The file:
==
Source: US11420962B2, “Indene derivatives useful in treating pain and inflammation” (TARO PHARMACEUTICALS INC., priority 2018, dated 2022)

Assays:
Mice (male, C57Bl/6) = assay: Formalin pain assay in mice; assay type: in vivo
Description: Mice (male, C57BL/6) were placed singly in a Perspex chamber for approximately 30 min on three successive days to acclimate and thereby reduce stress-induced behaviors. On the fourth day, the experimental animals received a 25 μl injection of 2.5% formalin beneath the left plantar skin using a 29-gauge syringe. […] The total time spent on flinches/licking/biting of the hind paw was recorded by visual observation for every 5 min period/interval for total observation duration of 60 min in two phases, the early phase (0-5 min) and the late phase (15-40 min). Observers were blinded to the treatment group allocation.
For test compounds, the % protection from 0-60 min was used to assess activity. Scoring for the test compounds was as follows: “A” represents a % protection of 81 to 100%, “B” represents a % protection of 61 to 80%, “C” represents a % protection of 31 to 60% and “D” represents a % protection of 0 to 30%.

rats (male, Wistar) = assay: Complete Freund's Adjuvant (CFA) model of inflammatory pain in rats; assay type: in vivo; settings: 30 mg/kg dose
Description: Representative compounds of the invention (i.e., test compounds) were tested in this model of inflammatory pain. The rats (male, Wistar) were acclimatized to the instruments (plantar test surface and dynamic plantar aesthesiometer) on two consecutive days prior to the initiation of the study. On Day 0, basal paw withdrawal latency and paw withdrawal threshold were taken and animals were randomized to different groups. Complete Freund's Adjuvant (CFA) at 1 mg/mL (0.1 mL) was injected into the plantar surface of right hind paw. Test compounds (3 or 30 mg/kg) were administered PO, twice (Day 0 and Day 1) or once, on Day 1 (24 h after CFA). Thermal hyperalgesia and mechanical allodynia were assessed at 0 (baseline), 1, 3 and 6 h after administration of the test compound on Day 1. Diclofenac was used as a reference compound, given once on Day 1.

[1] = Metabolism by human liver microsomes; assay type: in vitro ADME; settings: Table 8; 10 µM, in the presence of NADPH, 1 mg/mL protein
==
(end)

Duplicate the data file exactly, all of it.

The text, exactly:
Source: US11420962B2, “Indene derivatives useful in treating pain and inflammation” (TARO PHARMACEUTICALS INC., priority 2018, dated 2022)

Assays:
Mice (male, C57Bl/6) = assay: Formalin pain assay in mice; assay type: in vivo
Description: Mice (male, C57BL/6) were placed singly in a Perspex chamber for approximately 30 min on three successive days to acclimate and thereby reduce stress-induced behaviors. On the fourth day, the experimental animals received a 25 μl injection of 2.5% formalin beneath the left plantar skin using a 29-gauge syringe. […] The total time spent on flinches/licking/biting of the hind paw was recorded by visual observation for every 5 min period/interval for total observation duration of 60 min in two phases, the early phase (0-5 min) and the late phase (15-40 min). Observers were blinded to the treatment group allocation.
For test compounds, the % protection from 0-60 min was used to assess activity. Scoring for the test compounds was as follows: “A” represents a % protection of 81 to 100%, “B” represents a % protection of 61 to 80%, “C” represents a % protection of 31 to 60% and “D” represents a % protection of 0 to 30%.

rats (male, Wistar) = assay: Complete Freund's Adjuvant (CFA) model of inflammatory pain in rats; assay type: in vivo; settings: 30 mg/kg dose
Description: Representative compounds of the invention (i.e., test compounds) were tested in this model of inflammatory pain. The rats (male, Wistar) were acclimatized to the instruments (plantar test surface and dynamic plantar aesthesiometer) on two consecutive days prior to the initiation of the study. On Day 0, basal paw withdrawal latency and paw withdrawal threshold were taken and animals were randomized to different groups. Complete Freund's Adjuvant (CFA) at 1 mg/mL (0.1 mL) was injected into the plantar surface of right hind paw. Test compounds (3 or 30 mg/kg) were administered PO, twice (Day 0 and Day 1) or once, on Day 1 (24 h after CFA). Thermal hyperalgesia and mechanical allodynia were assessed at 0 (baseline), 1, 3 and 6 h after administration of the test compound on Day 1. Diclofenac was used as a reference compound, given once on Day 1.

[1] = Metabolism by human liver microsomes; assay type: in vitro ADME; settings: Table 8; 10 µM, in the presence of NADPH, 1 mg/mL protein